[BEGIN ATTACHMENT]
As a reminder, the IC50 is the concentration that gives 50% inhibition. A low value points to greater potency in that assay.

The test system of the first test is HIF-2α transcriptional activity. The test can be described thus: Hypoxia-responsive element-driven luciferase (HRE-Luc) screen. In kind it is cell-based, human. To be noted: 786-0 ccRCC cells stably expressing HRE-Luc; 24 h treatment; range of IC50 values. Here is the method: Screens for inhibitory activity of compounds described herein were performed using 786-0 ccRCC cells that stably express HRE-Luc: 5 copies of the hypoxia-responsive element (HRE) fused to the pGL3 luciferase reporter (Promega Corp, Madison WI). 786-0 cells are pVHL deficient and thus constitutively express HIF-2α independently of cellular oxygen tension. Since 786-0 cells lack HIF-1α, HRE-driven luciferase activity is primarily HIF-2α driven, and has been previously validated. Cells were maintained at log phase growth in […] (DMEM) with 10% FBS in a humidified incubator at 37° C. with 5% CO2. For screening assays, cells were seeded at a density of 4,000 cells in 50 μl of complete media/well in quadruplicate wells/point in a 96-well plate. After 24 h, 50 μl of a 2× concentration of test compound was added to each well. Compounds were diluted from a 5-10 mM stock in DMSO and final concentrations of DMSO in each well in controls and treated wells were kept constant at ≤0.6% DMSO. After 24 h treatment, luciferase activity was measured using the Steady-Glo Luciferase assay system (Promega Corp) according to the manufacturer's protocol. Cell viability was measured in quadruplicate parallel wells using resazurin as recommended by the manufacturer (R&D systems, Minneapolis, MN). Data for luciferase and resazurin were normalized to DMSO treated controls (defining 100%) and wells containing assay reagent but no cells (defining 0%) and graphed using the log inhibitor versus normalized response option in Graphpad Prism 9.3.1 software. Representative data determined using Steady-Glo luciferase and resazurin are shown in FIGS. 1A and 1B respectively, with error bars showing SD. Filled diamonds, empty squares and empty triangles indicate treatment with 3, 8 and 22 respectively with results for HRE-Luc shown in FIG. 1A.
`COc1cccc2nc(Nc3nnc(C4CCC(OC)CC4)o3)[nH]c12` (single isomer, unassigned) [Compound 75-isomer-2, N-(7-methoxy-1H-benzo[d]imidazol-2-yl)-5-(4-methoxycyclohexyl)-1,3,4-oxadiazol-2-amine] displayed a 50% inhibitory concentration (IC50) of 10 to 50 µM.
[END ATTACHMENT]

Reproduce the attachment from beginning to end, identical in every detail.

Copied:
As a reminder, the IC50 is the concentration that gives 50% inhibition. A low value points to greater potency in that assay.

The test system of the first test is HIF-2α transcriptional activity. The test can be described thus: Hypoxia-responsive element-driven luciferase (HRE-Luc) screen. In kind it is cell-based, human. To be noted: 786-0 ccRCC cells stably expressing HRE-Luc; 24 h treatment; range of IC50 values. Here is the method: Screens for inhibitory activity of compounds described herein were performed using 786-0 ccRCC cells that stably express HRE-Luc: 5 copies of the hypoxia-responsive element (HRE) fused to the pGL3 luciferase reporter (Promega Corp, Madison WI). 786-0 cells are pVHL deficient and thus constitutively express HIF-2α independently of cellular oxygen tension. Since 786-0 cells lack HIF-1α, HRE-driven luciferase activity is primarily HIF-2α driven, and has been previously validated. Cells were maintained at log phase growth in […] (DMEM) with 10% FBS in a humidified incubator at 37° C. with 5% CO2. For screening assays, cells were seeded at a density of 4,000 cells in 50 μl of complete media/well in quadruplicate wells/point in a 96-well plate. After 24 h, 50 μl of a 2× concentration of test compound was added to each well. Compounds were diluted from a 5-10 mM stock in DMSO and final concentrations of DMSO in each well in controls and treated wells were kept constant at ≤0.6% DMSO. After 24 h treatment, luciferase activity was measured using the Steady-Glo Luciferase assay system (Promega Corp) according to the manufacturer's protocol. Cell viability was measured in quadruplicate parallel wells using resazurin as recommended by the manufacturer (R&D systems, Minneapolis, MN). Data for luciferase and resazurin were normalized to DMSO treated controls (defining 100%) and wells containing assay reagent but no cells (defining 0%) and graphed using the log inhibitor versus normalized response option in Graphpad Prism 9.3.1 software. Representative data determined using Steady-Glo luciferase and resazurin are shown in FIGS. 1A and 1B respectively, with error bars showing SD. Filled diamonds, empty squares and empty triangles indicate treatment with 3, 8 and 22 respectively with results for HRE-Luc shown in FIG. 1A.
`COc1cccc2nc(Nc3nnc(C4CCC(OC)CC4)o3)[nH]c12` (single isomer, unassigned) [Compound 75-isomer-2, N-(7-methoxy-1H-benzo[d]imidazol-2-yl)-5-(4-methoxycyclohexyl)-1,3,4-oxadiazol-2-amine] displayed a 50% inhibitory concentration (IC50) of 10 to 50 µM.